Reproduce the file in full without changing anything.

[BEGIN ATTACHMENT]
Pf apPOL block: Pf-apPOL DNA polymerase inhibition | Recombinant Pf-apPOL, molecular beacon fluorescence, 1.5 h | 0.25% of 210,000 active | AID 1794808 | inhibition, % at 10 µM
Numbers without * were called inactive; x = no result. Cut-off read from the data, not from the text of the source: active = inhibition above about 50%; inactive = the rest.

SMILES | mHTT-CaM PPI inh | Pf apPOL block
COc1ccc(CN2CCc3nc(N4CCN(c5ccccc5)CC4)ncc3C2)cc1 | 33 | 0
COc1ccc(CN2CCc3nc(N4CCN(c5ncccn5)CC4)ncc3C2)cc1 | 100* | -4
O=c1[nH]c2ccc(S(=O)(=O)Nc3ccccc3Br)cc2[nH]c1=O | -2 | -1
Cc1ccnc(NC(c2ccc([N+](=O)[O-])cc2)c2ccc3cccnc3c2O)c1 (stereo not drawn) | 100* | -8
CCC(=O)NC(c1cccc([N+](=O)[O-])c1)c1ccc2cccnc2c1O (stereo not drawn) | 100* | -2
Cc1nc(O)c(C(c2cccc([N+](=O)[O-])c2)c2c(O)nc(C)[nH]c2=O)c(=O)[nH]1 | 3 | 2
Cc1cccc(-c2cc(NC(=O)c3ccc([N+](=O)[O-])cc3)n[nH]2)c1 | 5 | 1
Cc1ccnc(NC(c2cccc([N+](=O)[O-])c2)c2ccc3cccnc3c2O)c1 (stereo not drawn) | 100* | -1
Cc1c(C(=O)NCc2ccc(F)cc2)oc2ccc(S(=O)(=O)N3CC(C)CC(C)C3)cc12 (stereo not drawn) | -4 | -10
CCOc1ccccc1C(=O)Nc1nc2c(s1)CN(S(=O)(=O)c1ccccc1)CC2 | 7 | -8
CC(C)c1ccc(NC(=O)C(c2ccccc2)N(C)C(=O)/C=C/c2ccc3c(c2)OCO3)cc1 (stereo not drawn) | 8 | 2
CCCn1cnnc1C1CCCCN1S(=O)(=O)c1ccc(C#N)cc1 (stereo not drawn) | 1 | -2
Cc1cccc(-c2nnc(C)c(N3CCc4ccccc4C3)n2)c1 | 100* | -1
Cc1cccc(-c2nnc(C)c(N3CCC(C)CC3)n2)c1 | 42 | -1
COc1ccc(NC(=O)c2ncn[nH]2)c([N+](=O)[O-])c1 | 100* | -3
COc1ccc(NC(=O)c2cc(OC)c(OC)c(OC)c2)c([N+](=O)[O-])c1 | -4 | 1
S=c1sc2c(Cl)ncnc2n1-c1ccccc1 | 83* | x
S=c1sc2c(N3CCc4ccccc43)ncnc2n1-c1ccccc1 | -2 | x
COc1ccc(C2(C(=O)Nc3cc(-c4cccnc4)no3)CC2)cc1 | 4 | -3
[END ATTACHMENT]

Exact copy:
Pf apPOL block: Pf-apPOL DNA polymerase inhibition | Recombinant Pf-apPOL, molecular beacon fluorescence, 1.5 h | 0.25% of 210,000 active | AID 1794808 | inhibition, % at 10 µM
Numbers without * were called inactive; x = no result. Cut-off read from the data, not from the text of the source: active = inhibition above about 50%; inactive = the rest.

SMILES | mHTT-CaM PPI inh | Pf apPOL block
COc1ccc(CN2CCc3nc(N4CCN(c5ccccc5)CC4)ncc3C2)cc1 | 33 | 0
COc1ccc(CN2CCc3nc(N4CCN(c5ncccn5)CC4)ncc3C2)cc1 | 100* | -4
O=c1[nH]c2ccc(S(=O)(=O)Nc3ccccc3Br)cc2[nH]c1=O | -2 | -1
Cc1ccnc(NC(c2ccc([N+](=O)[O-])cc2)c2ccc3cccnc3c2O)c1 (stereo not drawn) | 100* | -8
CCC(=O)NC(c1cccc([N+](=O)[O-])c1)c1ccc2cccnc2c1O (stereo not drawn) | 100* | -2
Cc1nc(O)c(C(c2cccc([N+](=O)[O-])c2)c2c(O)nc(C)[nH]c2=O)c(=O)[nH]1 | 3 | 2
Cc1cccc(-c2cc(NC(=O)c3ccc([N+](=O)[O-])cc3)n[nH]2)c1 | 5 | 1
Cc1ccnc(NC(c2cccc([N+](=O)[O-])c2)c2ccc3cccnc3c2O)c1 (stereo not drawn) | 100* | -1
Cc1c(C(=O)NCc2ccc(F)cc2)oc2ccc(S(=O)(=O)N3CC(C)CC(C)C3)cc12 (stereo not drawn) | -4 | -10
CCOc1ccccc1C(=O)Nc1nc2c(s1)CN(S(=O)(=O)c1ccccc1)CC2 | 7 | -8
CC(C)c1ccc(NC(=O)C(c2ccccc2)N(C)C(=O)/C=C/c2ccc3c(c2)OCO3)cc1 (stereo not drawn) | 8 | 2
CCCn1cnnc1C1CCCCN1S(=O)(=O)c1ccc(C#N)cc1 (stereo not drawn) | 1 | -2
Cc1cccc(-c2nnc(C)c(N3CCc4ccccc4C3)n2)c1 | 100* | -1
Cc1cccc(-c2nnc(C)c(N3CCC(C)CC3)n2)c1 | 42 | -1
COc1ccc(NC(=O)c2ncn[nH]2)c([N+](=O)[O-])c1 | 100* | -3
COc1ccc(NC(=O)c2cc(OC)c(OC)c(OC)c2)c([N+](=O)[O-])c1 | -4 | 1
S=c1sc2c(Cl)ncnc2n1-c1ccccc1 | 83* | x
S=c1sc2c(N3CCc4ccccc43)ncnc2n1-c1ccccc1 | -2 | x
COc1ccc(C2(C(=O)Nc3cc(-c4cccnc4)no3)CC2)cc1 | 4 | -3